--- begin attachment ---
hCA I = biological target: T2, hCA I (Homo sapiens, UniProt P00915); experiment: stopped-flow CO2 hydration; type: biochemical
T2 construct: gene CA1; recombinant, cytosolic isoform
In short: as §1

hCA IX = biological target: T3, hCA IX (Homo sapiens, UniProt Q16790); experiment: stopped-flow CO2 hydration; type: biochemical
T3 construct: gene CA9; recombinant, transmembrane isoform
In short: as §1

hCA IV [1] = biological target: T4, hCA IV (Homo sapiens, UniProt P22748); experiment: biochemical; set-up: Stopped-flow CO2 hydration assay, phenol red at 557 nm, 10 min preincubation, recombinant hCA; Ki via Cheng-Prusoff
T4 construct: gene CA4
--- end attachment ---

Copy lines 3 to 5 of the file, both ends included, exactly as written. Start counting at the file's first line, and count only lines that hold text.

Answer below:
In short: as §1

hCA IX = biological target: T3, hCA IX (Homo sapiens, UniProt Q16790); experiment: stopped-flow CO2 hydration; type: biochemical
T3 construct: gene CA9; recombinant, transmembrane isoform